News Scan for Jun 07, 2017

NIH director stays
Zika DNA vaccine
Plague in New Mexico
Hepatitis A in tuna

Francis Collins given official nod to continue as NIH director

President Donald Trump announced yesterday that Francis Collins, MD, PhD, an Obama administration holdover, will stay on as permanent director of the National Institutes of Health (NIH), multiple media sites reported.

Collins, a physician and geneticist appointed in 2009, was asked to stay on temporarily after Trump's November 2016 election. Yesterday's move made it official. Before joining the NIH, he was well known for spearheading the International Human Genome Project, which in 2003 sequenced the entire human genome for the first time.

The NIH, which employs about 20,000 people, is a division of the Department of Health and Human Services. It comprises 27 institutes and centers and awards billions of dollars in research grants each year. Collins retains NIH leadership at a time when Trump has asked for a 22% cut in the agency's $32 billion budget. Collins has avoided explaining how the NIH would survive such a dramatic cut, pointing instead to the agency's broad bipartisan congressional support, ScienceInsider reported.

In a statement, Collins said, "I am honored to continue as the Director of the National Institutes of Health and consider it a great privilege to serve at a time of unprecedented opportunity to advance health and relieve suffering through biomedical research. . . . I am grateful for the President's vote of confidence in my ability to continue to lead this great agency."

Sen Lamar Alexander (R-Tenn.), who chairs the Senate health committee, called the announcement "good news for the country and one of President Trump's best appointments. There's nobody better qualified than Francis Collins to help accelerate the medical miracles that have the potential to help virtually every American family."
Jun 6 ScienceInsider story
NIH bio on Collins


Zika DNA vaccine protects reproductive tract in male mice

A new DNA-based Zika vaccine protected mice from Zika-related damage to the testes in a new clinical trial. Inovio Pharmaceuticals, the makers of the vaccine (GLS-5700), published the results of the trial today in Nature Communications

In a press statement, Inovio said the results of the trial could mean that GLS-5700 could one day prevent sexual transmission of the mosquito-borne disease.

In the study, 10-week-old mice were challenged with high doses of Zika virus after receiving one dose of GLS-5700. Controls showed high levels of Zika RNA in sperm samples, but the vaccinated mice exhibited no signs of the Zika virus in their testes.

In other Zika news, whole-blood samples contain Zika virus antigens that can be useful in detecting the illness in people via flow cytometry, according to a study in the Journal of Infectious Diseases based on whole-blood samples taken from Zika patients during Singapore's 2015-2016 outbreak.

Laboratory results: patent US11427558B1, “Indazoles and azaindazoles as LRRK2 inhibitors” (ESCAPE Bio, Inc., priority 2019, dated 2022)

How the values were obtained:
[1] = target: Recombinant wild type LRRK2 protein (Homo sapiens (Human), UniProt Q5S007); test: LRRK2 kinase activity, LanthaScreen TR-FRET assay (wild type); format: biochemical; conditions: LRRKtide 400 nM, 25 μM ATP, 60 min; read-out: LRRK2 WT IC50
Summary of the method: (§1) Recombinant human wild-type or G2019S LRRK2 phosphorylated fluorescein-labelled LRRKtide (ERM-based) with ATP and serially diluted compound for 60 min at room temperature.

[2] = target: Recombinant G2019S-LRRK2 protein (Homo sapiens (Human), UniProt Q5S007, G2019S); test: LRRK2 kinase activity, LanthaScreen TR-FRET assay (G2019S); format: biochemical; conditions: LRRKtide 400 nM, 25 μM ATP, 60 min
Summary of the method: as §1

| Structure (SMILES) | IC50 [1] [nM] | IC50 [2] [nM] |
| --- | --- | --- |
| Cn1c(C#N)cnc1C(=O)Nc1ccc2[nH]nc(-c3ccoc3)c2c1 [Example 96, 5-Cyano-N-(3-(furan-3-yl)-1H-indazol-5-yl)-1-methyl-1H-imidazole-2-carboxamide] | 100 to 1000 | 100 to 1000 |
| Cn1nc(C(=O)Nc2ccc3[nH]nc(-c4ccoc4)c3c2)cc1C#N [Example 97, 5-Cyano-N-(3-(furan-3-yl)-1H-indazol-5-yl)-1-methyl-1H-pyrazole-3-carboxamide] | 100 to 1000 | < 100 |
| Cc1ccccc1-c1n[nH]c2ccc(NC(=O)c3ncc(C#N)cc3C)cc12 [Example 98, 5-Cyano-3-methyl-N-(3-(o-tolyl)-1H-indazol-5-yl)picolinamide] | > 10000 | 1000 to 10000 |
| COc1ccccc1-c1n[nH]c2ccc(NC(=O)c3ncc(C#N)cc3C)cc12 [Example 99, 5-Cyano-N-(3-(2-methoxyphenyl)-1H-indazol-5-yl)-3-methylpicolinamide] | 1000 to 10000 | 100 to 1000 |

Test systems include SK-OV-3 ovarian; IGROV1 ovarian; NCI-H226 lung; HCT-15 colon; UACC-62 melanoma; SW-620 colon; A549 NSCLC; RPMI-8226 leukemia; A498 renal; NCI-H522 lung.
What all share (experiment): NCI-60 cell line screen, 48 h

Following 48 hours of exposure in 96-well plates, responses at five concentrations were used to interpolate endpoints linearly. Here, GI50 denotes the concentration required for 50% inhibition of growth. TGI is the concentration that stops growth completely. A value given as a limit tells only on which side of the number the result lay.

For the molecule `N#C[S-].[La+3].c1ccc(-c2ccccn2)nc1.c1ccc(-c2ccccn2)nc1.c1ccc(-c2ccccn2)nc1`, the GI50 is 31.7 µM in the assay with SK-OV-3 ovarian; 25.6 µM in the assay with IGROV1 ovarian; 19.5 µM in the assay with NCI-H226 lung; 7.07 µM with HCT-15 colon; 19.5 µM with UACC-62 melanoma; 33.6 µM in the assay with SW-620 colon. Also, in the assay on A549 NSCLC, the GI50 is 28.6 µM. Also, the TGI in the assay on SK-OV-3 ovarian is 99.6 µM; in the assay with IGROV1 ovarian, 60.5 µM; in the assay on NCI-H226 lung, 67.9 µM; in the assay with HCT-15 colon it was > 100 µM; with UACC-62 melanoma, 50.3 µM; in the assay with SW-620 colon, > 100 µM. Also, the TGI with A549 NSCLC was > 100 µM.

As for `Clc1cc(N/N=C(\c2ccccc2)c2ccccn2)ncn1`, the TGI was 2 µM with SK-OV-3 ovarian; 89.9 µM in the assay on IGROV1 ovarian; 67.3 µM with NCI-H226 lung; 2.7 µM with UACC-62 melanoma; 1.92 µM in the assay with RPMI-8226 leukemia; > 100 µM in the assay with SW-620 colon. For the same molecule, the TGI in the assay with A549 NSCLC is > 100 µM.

Although using polymerase chain reaction to detect Zika virus is common practice, the authors of the study note that people with mild illness might not get tested, and results could be skewed if the patient has waited too long.

"The use of whole blood staining for Zika antigen in blood monocytes is a cost-effective method with a short turnaround time that should be explored in the future as an alternative to aid in the diagnosis of active ZIKAV infection," the authors conclude.
Jun 7 Nat Communstudy
Jun 7 Inovio press release
Jun 6 J Infect Dis study


New Mexico confirms first case of human plague this year

Earlier this week the New Mexico Department of Health (NMDOH) confirmed the state's first human case of plague of the year, in a 63-year-old man. He is hospitalized in Sante Fe County.

An environmental investigation is under way in the man's home, and neighbors have been informed of the risk. Plague is a serious bacterial infection typically transmitted from rodents to humans via flea bites.

So far this year, 10 dogs and 5 cats have contracted the disease in New Mexico.

"Plague activity has been widespread in northcentral New Mexico this spring," said Paul Ettestad, DVM, public health veterinarian for the NMDOH. "Sick or dead rodents and rabbits are being reported from different areas in the state, so it is very important to take precautions to avoid rodents and their fleas which can expose you to plague. Pets that are allowed to roam and hunt can bring plague-infected fleas from dead rodents back into the home, putting you and your children at risk."

Symptoms of plague begin with a sudden onset of fever, chills, and swelling in the lymph nodes that line the groin, armpits, and neck. Antibiotics can prevent death and serious complications when administered quickly after diagnosis.


FDA recommends post-exposure step to prevent hepatitis A in tuna case

The US Food and Drug Administration (FDA) is recommending post-exposure hepatitis A prophylaxis for any unvaccinated people who may have eaten recalled fish or undercooked tuna products in the past 2 weeks.

As of May 18, Hilo Fish Company recalled frozen tuna that may be contaminated by the hepatitis A virus. There are no illnesses linked to the tuna as yet, but the fish in question was distributed to restaurants and retailers in New York, Texas, Oklahoma, and California. The FDA has published the names of these restaurants and retailers on its Web site.

Post-exposure prophylaxis includes a hepatitis A vaccine for people between the ages of 1 and 40, and hepatitis A virus-specific immunoglobulin (IG) for people outside of that age range. The FDA said that people who are unsure of their vaccination status should speak with their doctors.

Hepatitis A is a serious liver infection that can be transmitted through contaminated food and water.
Jun 6 FDA statement  

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